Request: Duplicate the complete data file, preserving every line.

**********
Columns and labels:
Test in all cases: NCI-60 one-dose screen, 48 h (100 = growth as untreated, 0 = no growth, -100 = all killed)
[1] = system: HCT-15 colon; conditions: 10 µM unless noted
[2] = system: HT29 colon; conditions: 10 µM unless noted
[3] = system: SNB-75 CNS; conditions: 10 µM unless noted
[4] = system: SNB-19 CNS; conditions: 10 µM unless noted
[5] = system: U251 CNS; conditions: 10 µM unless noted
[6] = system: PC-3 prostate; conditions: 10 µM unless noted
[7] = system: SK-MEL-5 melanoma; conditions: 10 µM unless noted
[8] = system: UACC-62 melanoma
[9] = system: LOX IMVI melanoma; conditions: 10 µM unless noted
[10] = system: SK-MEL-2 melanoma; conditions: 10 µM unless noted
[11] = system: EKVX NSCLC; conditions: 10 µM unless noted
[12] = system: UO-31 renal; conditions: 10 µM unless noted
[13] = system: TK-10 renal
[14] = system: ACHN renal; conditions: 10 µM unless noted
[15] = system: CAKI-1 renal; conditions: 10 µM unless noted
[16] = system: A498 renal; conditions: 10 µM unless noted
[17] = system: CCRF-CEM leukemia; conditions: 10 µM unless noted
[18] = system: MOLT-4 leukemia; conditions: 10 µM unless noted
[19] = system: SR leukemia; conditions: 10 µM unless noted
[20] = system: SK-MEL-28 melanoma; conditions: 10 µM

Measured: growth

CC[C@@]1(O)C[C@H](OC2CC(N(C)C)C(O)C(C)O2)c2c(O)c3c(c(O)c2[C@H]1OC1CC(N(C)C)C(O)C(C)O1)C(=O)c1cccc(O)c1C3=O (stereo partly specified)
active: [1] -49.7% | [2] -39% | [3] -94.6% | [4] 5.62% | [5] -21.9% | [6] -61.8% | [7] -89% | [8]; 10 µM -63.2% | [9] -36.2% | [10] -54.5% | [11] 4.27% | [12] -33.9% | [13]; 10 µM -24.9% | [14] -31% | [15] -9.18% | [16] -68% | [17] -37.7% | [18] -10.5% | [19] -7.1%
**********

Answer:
Columns and labels:
Test in all cases: NCI-60 one-dose screen, 48 h (100 = growth as untreated, 0 = no growth, -100 = all killed)
[1] = system: HCT-15 colon; conditions: 10 µM unless noted
[2] = system: HT29 colon; conditions: 10 µM unless noted
[3] = system: SNB-75 CNS; conditions: 10 µM unless noted
[4] = system: SNB-19 CNS; conditions: 10 µM unless noted
[5] = system: U251 CNS; conditions: 10 µM unless noted
[6] = system: PC-3 prostate; conditions: 10 µM unless noted
[7] = system: SK-MEL-5 melanoma; conditions: 10 µM unless noted
[8] = system: UACC-62 melanoma
[9] = system: LOX IMVI melanoma; conditions: 10 µM unless noted
[10] = system: SK-MEL-2 melanoma; conditions: 10 µM unless noted
[11] = system: EKVX NSCLC; conditions: 10 µM unless noted
[12] = system: UO-31 renal; conditions: 10 µM unless noted
[13] = system: TK-10 renal
[14] = system: ACHN renal; conditions: 10 µM unless noted
[15] = system: CAKI-1 renal; conditions: 10 µM unless noted
[16] = system: A498 renal; conditions: 10 µM unless noted
[17] = system: CCRF-CEM leukemia; conditions: 10 µM unless noted
[18] = system: MOLT-4 leukemia; conditions: 10 µM unless noted
[19] = system: SR leukemia; conditions: 10 µM unless noted
[20] = system: SK-MEL-28 melanoma; conditions: 10 µM

Measured: growth

CC[C@@]1(O)C[C@H](OC2CC(N(C)C)C(O)C(C)O2)c2c(O)c3c(c(O)c2[C@H]1OC1CC(N(C)C)C(O)C(C)O1)C(=O)c1cccc(O)c1C3=O (stereo partly specified)
active: [1] -49.7% | [2] -39% | [3] -94.6% | [4] 5.62% | [5] -21.9% | [6] -61.8% | [7] -89% | [8]; 10 µM -63.2% | [9] -36.2% | [10] -54.5% | [11] 4.27% | [12] -33.9% | [13]; 10 µM -24.9% | [14] -31% | [15] -9.18% | [16] -68% | [17] -37.7% | [18] -10.5% | [19] -7.1%